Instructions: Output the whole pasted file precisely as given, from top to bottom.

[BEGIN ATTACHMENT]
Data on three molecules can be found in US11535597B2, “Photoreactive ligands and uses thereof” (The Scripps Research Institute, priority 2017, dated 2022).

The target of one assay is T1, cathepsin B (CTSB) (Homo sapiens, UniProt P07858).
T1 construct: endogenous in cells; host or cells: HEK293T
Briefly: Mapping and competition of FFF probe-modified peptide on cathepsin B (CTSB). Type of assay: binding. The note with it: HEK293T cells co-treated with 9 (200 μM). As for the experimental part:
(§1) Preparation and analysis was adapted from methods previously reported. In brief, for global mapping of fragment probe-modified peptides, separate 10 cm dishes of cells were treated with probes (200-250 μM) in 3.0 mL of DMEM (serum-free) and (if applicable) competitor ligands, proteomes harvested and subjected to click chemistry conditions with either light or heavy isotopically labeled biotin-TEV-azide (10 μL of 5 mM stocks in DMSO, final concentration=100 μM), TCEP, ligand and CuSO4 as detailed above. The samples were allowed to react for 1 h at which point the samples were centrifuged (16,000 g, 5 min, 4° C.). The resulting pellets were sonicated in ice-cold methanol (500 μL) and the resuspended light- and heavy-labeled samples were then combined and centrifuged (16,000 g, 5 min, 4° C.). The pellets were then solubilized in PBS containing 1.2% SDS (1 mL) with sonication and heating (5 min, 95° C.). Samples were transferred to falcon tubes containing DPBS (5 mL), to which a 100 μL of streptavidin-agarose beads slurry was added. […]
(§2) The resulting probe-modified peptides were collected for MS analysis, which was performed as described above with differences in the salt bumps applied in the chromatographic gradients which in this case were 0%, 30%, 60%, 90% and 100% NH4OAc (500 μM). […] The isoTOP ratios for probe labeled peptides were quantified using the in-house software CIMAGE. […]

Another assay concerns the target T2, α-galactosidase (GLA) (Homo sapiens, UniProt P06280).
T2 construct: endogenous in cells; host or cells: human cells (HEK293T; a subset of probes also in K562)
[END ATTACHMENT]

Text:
Data on three molecules can be found in US11535597B2, “Photoreactive ligands and uses thereof” (The Scripps Research Institute, priority 2017, dated 2022).

The target of one assay is T1, cathepsin B (CTSB) (Homo sapiens, UniProt P07858).
T1 construct: endogenous in cells; host or cells: HEK293T
Briefly: Mapping and competition of FFF probe-modified peptide on cathepsin B (CTSB). Type of assay: binding. The note with it: HEK293T cells co-treated with 9 (200 μM). As for the experimental part:
(§1) Preparation and analysis was adapted from methods previously reported. In brief, for global mapping of fragment probe-modified peptides, separate 10 cm dishes of cells were treated with probes (200-250 μM) in 3.0 mL of DMEM (serum-free) and (if applicable) competitor ligands, proteomes harvested and subjected to click chemistry conditions with either light or heavy isotopically labeled biotin-TEV-azide (10 μL of 5 mM stocks in DMSO, final concentration=100 μM), TCEP, ligand and CuSO4 as detailed above. The samples were allowed to react for 1 h at which point the samples were centrifuged (16,000 g, 5 min, 4° C.). The resulting pellets were sonicated in ice-cold methanol (500 μL) and the resuspended light- and heavy-labeled samples were then combined and centrifuged (16,000 g, 5 min, 4° C.). The pellets were then solubilized in PBS containing 1.2% SDS (1 mL) with sonication and heating (5 min, 95° C.). Samples were transferred to falcon tubes containing DPBS (5 mL), to which a 100 μL of streptavidin-agarose beads slurry was added. […]
(§2) The resulting probe-modified peptides were collected for MS analysis, which was performed as described above with differences in the salt bumps applied in the chromatographic gradients which in this case were 0%, 30%, 60%, 90% and 100% NH4OAc (500 μM). […] The isoTOP ratios for probe labeled peptides were quantified using the in-house software CIMAGE. […]

Another assay concerns the target T2, α-galactosidase (GLA) (Homo sapiens, UniProt P06280).
T2 construct: endogenous in cells; host or cells: human cells (HEK293T; a subset of probes also in K562)